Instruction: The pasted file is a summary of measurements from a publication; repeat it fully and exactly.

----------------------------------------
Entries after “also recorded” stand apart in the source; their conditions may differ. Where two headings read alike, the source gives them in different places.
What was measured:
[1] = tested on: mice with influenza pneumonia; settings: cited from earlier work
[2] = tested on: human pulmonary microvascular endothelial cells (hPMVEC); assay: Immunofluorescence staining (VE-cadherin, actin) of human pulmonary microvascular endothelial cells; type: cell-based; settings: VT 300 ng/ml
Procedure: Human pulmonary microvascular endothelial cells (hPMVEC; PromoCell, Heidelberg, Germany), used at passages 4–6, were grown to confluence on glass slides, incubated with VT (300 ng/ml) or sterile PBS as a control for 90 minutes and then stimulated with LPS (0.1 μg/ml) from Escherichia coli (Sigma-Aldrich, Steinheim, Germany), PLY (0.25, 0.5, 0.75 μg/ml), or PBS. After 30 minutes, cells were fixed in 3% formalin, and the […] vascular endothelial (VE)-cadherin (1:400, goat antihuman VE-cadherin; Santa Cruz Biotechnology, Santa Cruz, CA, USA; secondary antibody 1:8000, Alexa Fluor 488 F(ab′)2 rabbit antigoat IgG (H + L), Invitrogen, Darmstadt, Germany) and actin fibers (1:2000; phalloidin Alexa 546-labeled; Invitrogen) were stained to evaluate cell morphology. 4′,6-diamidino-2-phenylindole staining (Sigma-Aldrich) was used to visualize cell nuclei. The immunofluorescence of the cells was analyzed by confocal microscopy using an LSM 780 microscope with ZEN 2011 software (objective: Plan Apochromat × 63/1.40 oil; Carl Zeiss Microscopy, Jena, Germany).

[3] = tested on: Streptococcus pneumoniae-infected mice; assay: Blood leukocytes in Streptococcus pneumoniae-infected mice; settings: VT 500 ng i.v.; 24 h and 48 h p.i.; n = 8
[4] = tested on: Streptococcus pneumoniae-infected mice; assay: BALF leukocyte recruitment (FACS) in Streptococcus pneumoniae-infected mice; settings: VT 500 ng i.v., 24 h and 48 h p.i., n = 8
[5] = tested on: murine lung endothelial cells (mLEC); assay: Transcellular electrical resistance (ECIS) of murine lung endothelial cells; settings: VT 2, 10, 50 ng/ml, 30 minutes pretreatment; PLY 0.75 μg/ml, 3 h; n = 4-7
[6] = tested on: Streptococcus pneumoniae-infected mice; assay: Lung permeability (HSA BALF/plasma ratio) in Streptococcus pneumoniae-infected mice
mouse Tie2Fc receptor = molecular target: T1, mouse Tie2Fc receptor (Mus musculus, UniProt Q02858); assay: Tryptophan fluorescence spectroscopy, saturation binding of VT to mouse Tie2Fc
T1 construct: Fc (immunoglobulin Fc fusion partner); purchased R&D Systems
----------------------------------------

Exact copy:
Entries after “also recorded” stand apart in the source; their conditions may differ. Where two headings read alike, the source gives them in different places.
What was measured:
[1] = tested on: mice with influenza pneumonia; settings: cited from earlier work
[2] = tested on: human pulmonary microvascular endothelial cells (hPMVEC); assay: Immunofluorescence staining (VE-cadherin, actin) of human pulmonary microvascular endothelial cells; type: cell-based; settings: VT 300 ng/ml
Procedure: Human pulmonary microvascular endothelial cells (hPMVEC; PromoCell, Heidelberg, Germany), used at passages 4–6, were grown to confluence on glass slides, incubated with VT (300 ng/ml) or sterile PBS as a control for 90 minutes and then stimulated with LPS (0.1 μg/ml) from Escherichia coli (Sigma-Aldrich, Steinheim, Germany), PLY (0.25, 0.5, 0.75 μg/ml), or PBS. After 30 minutes, cells were fixed in 3% formalin, and the […] vascular endothelial (VE)-cadherin (1:400, goat antihuman VE-cadherin; Santa Cruz Biotechnology, Santa Cruz, CA, USA; secondary antibody 1:8000, Alexa Fluor 488 F(ab′)2 rabbit antigoat IgG (H + L), Invitrogen, Darmstadt, Germany) and actin fibers (1:2000; phalloidin Alexa 546-labeled; Invitrogen) were stained to evaluate cell morphology. 4′,6-diamidino-2-phenylindole staining (Sigma-Aldrich) was used to visualize cell nuclei. The immunofluorescence of the cells was analyzed by confocal microscopy using an LSM 780 microscope with ZEN 2011 software (objective: Plan Apochromat × 63/1.40 oil; Carl Zeiss Microscopy, Jena, Germany).

[3] = tested on: Streptococcus pneumoniae-infected mice; assay: Blood leukocytes in Streptococcus pneumoniae-infected mice; settings: VT 500 ng i.v.; 24 h and 48 h p.i.; n = 8
[4] = tested on: Streptococcus pneumoniae-infected mice; assay: BALF leukocyte recruitment (FACS) in Streptococcus pneumoniae-infected mice; settings: VT 500 ng i.v., 24 h and 48 h p.i., n = 8
[5] = tested on: murine lung endothelial cells (mLEC); assay: Transcellular electrical resistance (ECIS) of murine lung endothelial cells; settings: VT 2, 10, 50 ng/ml, 30 minutes pretreatment; PLY 0.75 μg/ml, 3 h; n = 4-7
[6] = tested on: Streptococcus pneumoniae-infected mice; assay: Lung permeability (HSA BALF/plasma ratio) in Streptococcus pneumoniae-infected mice
mouse Tie2Fc receptor = molecular target: T1, mouse Tie2Fc receptor (Mus musculus, UniProt Q02858); assay: Tryptophan fluorescence spectroscopy, saturation binding of VT to mouse Tie2Fc
T1 construct: Fc (immunoglobulin Fc fusion partner); purchased R&D Systems